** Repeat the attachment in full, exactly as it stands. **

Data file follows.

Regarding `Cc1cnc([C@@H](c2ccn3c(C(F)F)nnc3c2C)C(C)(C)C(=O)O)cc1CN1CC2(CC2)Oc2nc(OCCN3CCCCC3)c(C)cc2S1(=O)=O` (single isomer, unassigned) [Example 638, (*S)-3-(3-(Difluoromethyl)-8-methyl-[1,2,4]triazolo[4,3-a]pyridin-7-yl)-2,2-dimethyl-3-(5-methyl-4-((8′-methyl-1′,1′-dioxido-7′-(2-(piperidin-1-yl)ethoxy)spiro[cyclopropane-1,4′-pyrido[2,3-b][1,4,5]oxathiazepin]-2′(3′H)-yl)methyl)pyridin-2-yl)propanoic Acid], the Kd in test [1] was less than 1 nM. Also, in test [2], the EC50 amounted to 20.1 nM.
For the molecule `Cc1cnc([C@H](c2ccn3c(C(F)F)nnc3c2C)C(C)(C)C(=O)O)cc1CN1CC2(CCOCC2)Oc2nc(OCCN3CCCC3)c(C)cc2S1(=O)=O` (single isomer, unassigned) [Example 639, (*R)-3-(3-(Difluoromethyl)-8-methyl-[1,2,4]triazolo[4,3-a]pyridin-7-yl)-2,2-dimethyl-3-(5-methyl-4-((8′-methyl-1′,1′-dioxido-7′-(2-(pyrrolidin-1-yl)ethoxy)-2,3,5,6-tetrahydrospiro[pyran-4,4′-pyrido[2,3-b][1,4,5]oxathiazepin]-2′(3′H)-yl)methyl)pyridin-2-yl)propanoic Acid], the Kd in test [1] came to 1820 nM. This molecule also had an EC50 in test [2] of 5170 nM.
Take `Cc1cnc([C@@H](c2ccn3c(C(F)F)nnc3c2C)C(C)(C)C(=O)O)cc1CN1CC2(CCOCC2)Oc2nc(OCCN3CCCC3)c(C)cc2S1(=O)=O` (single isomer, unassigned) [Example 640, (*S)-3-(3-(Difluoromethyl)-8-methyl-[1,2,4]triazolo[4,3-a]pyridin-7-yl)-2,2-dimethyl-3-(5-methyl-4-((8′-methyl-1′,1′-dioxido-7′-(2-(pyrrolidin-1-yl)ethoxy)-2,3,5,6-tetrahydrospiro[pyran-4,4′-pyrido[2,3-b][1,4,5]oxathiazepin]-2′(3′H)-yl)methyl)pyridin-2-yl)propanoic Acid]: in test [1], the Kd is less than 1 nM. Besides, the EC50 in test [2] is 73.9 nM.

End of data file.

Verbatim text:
Regarding `Cc1cnc([C@@H](c2ccn3c(C(F)F)nnc3c2C)C(C)(C)C(=O)O)cc1CN1CC2(CC2)Oc2nc(OCCN3CCCCC3)c(C)cc2S1(=O)=O` (single isomer, unassigned) [Example 638, (*S)-3-(3-(Difluoromethyl)-8-methyl-[1,2,4]triazolo[4,3-a]pyridin-7-yl)-2,2-dimethyl-3-(5-methyl-4-((8′-methyl-1′,1′-dioxido-7′-(2-(piperidin-1-yl)ethoxy)spiro[cyclopropane-1,4′-pyrido[2,3-b][1,4,5]oxathiazepin]-2′(3′H)-yl)methyl)pyridin-2-yl)propanoic Acid], the Kd in test [1] was less than 1 nM. Also, in test [2], the EC50 amounted to 20.1 nM.
For the molecule `Cc1cnc([C@H](c2ccn3c(C(F)F)nnc3c2C)C(C)(C)C(=O)O)cc1CN1CC2(CCOCC2)Oc2nc(OCCN3CCCC3)c(C)cc2S1(=O)=O` (single isomer, unassigned) [Example 639, (*R)-3-(3-(Difluoromethyl)-8-methyl-[1,2,4]triazolo[4,3-a]pyridin-7-yl)-2,2-dimethyl-3-(5-methyl-4-((8′-methyl-1′,1′-dioxido-7′-(2-(pyrrolidin-1-yl)ethoxy)-2,3,5,6-tetrahydrospiro[pyran-4,4′-pyrido[2,3-b][1,4,5]oxathiazepin]-2′(3′H)-yl)methyl)pyridin-2-yl)propanoic Acid], the Kd in test [1] came to 1820 nM. This molecule also had an EC50 in test [2] of 5170 nM.
Take `Cc1cnc([C@@H](c2ccn3c(C(F)F)nnc3c2C)C(C)(C)C(=O)O)cc1CN1CC2(CCOCC2)Oc2nc(OCCN3CCCC3)c(C)cc2S1(=O)=O` (single isomer, unassigned) [Example 640, (*S)-3-(3-(Difluoromethyl)-8-methyl-[1,2,4]triazolo[4,3-a]pyridin-7-yl)-2,2-dimethyl-3-(5-methyl-4-((8′-methyl-1′,1′-dioxido-7′-(2-(pyrrolidin-1-yl)ethoxy)-2,3,5,6-tetrahydrospiro[pyran-4,4′-pyrido[2,3-b][1,4,5]oxathiazepin]-2′(3′H)-yl)methyl)pyridin-2-yl)propanoic Acid]: in test [1], the Kd is less than 1 nM. Besides, the EC50 in test [2] is 73.9 nM.